Race Card: Why Are Pregnant Migrant Women in Arizona Being Shackled?
Last year authorities arrested expectant mother Miriam Mendiola-Martinez, an undocumented immigrant, and charged her with using someone else’s identity to work. After the incarcerated Mendiola-Martinez delivered a baby boy Dec. 21 via C-section at Maricopa Medical Center in Arizona, she was shackled for two days to her hospital bed and not allowed to nurse her baby, New America Media (NAM) reports. Moreover, when guards escorted her out of the hospital in shackles, no one told her the whereabouts of her son.
The case of Mendiola-Martinez isn’t an isolated one. The year before authorities arrested undocumented immigrant Alma Chacón during a traffic stop for having outstanding unpaid tickets, according to NAM. Chacón said detention officers shackled her hands and legs during childbirth. To boot, she couldn’t nurse or hold her baby until her release from custody almost 70 days later.
The American College of Obstetricians and Gynecologists frowns upon the practice of shackling pregnant, laboring or post-partum women because it endangers the health of expectant mothers and unborn children alike. Mendiola-Martinez, who wasn’t just shackled during delivery but during the last two months of her pregnancy, told NAM that the 12-foot-long chain authorities forced her to wear hurt her waist.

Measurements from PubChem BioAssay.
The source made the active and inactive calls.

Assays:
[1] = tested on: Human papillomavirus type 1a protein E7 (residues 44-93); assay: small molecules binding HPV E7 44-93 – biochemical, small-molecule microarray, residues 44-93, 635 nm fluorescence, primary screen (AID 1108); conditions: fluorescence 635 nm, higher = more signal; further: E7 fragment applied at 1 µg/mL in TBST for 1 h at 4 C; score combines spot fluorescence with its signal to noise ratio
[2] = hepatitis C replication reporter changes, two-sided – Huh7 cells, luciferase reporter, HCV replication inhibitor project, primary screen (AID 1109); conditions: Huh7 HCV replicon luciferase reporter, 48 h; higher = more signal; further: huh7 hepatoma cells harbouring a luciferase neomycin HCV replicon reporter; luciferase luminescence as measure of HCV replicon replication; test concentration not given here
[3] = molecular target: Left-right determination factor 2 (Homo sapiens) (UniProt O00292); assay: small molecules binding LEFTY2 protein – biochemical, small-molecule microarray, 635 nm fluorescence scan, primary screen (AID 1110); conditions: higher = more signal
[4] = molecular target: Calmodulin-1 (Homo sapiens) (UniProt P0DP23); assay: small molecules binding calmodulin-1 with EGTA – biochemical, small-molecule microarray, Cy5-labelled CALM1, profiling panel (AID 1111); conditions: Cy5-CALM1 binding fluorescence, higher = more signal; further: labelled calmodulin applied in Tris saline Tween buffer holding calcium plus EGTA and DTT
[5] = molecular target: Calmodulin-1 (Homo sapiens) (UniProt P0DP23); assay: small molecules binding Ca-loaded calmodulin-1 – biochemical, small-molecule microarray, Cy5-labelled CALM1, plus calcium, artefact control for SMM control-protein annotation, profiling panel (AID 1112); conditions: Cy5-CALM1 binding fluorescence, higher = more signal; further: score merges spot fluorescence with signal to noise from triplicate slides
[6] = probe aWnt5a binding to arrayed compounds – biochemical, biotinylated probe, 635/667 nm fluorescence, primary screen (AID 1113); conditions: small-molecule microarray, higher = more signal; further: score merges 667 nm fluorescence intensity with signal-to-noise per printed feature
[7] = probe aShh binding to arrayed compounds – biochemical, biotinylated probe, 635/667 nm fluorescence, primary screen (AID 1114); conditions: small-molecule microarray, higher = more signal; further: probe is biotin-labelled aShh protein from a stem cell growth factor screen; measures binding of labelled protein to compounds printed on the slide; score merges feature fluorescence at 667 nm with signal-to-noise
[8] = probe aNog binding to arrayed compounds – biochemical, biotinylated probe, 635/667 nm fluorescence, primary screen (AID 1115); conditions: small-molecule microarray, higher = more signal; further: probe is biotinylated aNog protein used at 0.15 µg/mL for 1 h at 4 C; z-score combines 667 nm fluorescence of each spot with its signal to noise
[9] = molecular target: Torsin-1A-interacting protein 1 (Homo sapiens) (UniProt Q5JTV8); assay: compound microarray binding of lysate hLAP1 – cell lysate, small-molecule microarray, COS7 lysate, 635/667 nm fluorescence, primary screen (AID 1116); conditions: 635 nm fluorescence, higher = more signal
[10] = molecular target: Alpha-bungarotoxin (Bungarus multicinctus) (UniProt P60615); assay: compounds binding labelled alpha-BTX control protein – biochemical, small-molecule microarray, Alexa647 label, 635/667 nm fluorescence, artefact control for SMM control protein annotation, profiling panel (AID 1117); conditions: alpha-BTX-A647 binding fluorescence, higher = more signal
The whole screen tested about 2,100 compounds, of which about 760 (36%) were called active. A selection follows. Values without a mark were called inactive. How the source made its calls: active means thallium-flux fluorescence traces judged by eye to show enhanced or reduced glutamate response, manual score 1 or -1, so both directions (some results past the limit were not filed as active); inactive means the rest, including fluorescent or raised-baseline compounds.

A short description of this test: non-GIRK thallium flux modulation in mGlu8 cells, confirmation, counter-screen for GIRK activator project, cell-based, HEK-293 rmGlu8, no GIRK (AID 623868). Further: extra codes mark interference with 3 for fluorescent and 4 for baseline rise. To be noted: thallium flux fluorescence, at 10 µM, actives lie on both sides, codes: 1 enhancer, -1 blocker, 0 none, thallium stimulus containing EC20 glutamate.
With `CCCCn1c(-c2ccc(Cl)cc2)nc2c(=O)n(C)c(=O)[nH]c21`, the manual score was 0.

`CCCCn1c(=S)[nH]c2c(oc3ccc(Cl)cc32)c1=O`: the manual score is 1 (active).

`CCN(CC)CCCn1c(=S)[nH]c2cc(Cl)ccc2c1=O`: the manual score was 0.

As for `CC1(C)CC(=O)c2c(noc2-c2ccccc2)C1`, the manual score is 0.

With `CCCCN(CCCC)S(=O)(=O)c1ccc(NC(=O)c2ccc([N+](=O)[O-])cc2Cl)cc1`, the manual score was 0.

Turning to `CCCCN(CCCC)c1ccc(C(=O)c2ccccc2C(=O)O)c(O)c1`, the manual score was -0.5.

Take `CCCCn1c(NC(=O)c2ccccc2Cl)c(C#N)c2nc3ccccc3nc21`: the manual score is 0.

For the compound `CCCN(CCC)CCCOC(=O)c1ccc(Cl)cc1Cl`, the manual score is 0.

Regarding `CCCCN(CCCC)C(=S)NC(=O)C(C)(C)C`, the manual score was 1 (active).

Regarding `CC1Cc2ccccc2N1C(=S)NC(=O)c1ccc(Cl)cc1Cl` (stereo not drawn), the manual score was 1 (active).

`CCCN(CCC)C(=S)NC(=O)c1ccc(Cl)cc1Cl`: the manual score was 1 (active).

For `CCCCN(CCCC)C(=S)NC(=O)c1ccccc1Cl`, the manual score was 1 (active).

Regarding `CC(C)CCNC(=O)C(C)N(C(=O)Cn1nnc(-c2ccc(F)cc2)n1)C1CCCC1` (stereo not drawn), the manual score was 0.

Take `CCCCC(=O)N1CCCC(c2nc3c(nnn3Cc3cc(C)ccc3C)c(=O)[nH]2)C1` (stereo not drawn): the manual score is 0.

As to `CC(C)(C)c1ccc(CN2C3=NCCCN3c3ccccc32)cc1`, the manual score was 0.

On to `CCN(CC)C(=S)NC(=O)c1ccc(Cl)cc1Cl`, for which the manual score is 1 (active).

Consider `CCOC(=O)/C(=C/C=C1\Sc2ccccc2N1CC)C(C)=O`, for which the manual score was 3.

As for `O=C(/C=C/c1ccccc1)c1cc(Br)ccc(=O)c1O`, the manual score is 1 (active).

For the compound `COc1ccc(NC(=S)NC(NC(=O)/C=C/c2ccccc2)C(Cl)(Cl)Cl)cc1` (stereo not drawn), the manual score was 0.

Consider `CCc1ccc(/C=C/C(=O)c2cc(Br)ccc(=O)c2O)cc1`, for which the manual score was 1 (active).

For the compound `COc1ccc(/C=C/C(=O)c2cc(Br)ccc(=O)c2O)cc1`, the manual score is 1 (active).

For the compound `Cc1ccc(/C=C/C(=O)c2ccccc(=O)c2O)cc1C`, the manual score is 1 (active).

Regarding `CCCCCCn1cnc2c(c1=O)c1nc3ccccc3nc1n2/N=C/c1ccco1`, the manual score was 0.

“I could barely walk. I don’t think I could have escaped or even dared to run. I don’t think there was a need for them to do that,” she said.
In 2008, the Federal Bureau of Prisons barred the shackling of pregnant inmates in federal prisons except when it was necessary for security concerns, but the U.S. Immigration and Customs Enforcement (ICE) doesn’t ban shackles, NAM says. A major reason undocumented women end up giving birth while in custody in Arizona is because voters there enacted a law in 2006 that denies undocumented immigrants the right to post bail. The reported goal of the law, Prop. 100, is to keep undocumented immigrants charged with “serious crimes” from being released, but included among “serious crimes” is possessing false documents, which migrants clearly rely on to land work. Had Prop. 100 not been on the books, Mendiola-Martinez would have been released on bond and not forced to wear a 12-foot chain while pregnant and after a C-section.
Each year about 1,500 pregnant women enter Maricopa County Estrella Jail, and out of them, 11 percent are undocumented immigrants, NAM reports. To prevent more women from enduring pregnancy in chains, get involved with the Rebecca Project, an advocacy group working to stop confinement of pregnant women in prison.
“Obstetricians recognize that women who are in labor need to be able to freely move around and be free to assume different positions during birthing, and that to restrain or shackle renders a mother and her child more vulnerable to complications,” the Rebecca Project states.
At present, no statistics are available about the number of incarcerated pregnant women who miscarry as a result of wearing shackles.
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